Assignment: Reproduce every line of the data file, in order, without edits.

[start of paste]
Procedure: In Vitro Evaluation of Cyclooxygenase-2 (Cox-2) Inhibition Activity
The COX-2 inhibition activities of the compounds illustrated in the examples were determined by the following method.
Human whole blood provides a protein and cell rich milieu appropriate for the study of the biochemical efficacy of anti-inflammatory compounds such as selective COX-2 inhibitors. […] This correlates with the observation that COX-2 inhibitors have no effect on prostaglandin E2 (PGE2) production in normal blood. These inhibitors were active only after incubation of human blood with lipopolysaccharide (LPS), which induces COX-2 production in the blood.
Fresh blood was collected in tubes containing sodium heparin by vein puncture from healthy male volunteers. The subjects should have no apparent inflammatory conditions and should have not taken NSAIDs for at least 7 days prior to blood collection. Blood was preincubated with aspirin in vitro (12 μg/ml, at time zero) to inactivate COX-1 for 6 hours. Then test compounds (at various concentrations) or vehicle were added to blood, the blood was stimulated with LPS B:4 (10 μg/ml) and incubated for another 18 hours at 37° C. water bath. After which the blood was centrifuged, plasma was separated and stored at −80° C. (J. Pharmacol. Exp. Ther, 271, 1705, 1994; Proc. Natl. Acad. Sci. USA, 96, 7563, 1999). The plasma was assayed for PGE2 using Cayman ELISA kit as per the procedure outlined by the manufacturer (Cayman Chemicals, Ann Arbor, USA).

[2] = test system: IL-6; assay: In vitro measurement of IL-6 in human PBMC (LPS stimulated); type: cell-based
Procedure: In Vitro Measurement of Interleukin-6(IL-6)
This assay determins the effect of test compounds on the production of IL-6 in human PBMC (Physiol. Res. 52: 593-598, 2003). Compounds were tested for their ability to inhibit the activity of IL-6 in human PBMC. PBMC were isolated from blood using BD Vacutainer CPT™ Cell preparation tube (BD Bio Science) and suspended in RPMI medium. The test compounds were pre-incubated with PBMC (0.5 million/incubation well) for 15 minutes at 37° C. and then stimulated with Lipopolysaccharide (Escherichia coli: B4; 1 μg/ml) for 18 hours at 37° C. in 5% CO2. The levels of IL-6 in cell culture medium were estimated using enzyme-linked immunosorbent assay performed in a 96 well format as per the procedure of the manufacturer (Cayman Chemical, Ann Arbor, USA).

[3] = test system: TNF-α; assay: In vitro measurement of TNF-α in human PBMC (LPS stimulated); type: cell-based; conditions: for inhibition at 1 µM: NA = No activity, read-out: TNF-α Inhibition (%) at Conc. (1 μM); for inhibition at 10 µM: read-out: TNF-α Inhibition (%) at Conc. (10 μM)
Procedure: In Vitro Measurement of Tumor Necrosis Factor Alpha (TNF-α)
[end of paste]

Procedure: In Vitro Evaluation of Cyclooxygenase-2 (Cox-2) Inhibition Activity
The COX-2 inhibition activities of the compounds illustrated in the examples were determined by the following method.
Human whole blood provides a protein and cell rich milieu appropriate for the study of the biochemical efficacy of anti-inflammatory compounds such as selective COX-2 inhibitors. […] This correlates with the observation that COX-2 inhibitors have no effect on prostaglandin E2 (PGE2) production in normal blood. These inhibitors were active only after incubation of human blood with lipopolysaccharide (LPS), which induces COX-2 production in the blood.
Fresh blood was collected in tubes containing sodium heparin by vein puncture from healthy male volunteers. The subjects should have no apparent inflammatory conditions and should have not taken NSAIDs for at least 7 days prior to blood collection. Blood was preincubated with aspirin in vitro (12 μg/ml, at time zero) to inactivate COX-1 for 6 hours. Then test compounds (at various concentrations) or vehicle were added to blood, the blood was stimulated with LPS B:4 (10 μg/ml) and incubated for another 18 hours at 37° C. water bath. After which the blood was centrifuged, plasma was separated and stored at −80° C. (J. Pharmacol. Exp. Ther, 271, 1705, 1994; Proc. Natl. Acad. Sci. USA, 96, 7563, 1999). The plasma was assayed for PGE2 using Cayman ELISA kit as per the procedure outlined by the manufacturer (Cayman Chemicals, Ann Arbor, USA).

[2] = test system: IL-6; assay: In vitro measurement of IL-6 in human PBMC (LPS stimulated); type: cell-based
Procedure: In Vitro Measurement of Interleukin-6(IL-6)
This assay determins the effect of test compounds on the production of IL-6 in human PBMC (Physiol. Res. 52: 593-598, 2003). Compounds were tested for their ability to inhibit the activity of IL-6 in human PBMC. PBMC were isolated from blood using BD Vacutainer CPT™ Cell preparation tube (BD Bio Science) and suspended in RPMI medium. The test compounds were pre-incubated with PBMC (0.5 million/incubation well) for 15 minutes at 37° C. and then stimulated with Lipopolysaccharide (Escherichia coli: B4; 1 μg/ml) for 18 hours at 37° C. in 5% CO2. The levels of IL-6 in cell culture medium were estimated using enzyme-linked immunosorbent assay performed in a 96 well format as per the procedure of the manufacturer (Cayman Chemical, Ann Arbor, USA).

[3] = test system: TNF-α; assay: In vitro measurement of TNF-α in human PBMC (LPS stimulated); type: cell-based; conditions: for inhibition at 1 µM: NA = No activity, read-out: TNF-α Inhibition (%) at Conc. (1 μM); for inhibition at 10 µM: read-out: TNF-α Inhibition (%) at Conc. (10 μM)
Procedure: In Vitro Measurement of Tumor Necrosis Factor Alpha (TNF-α)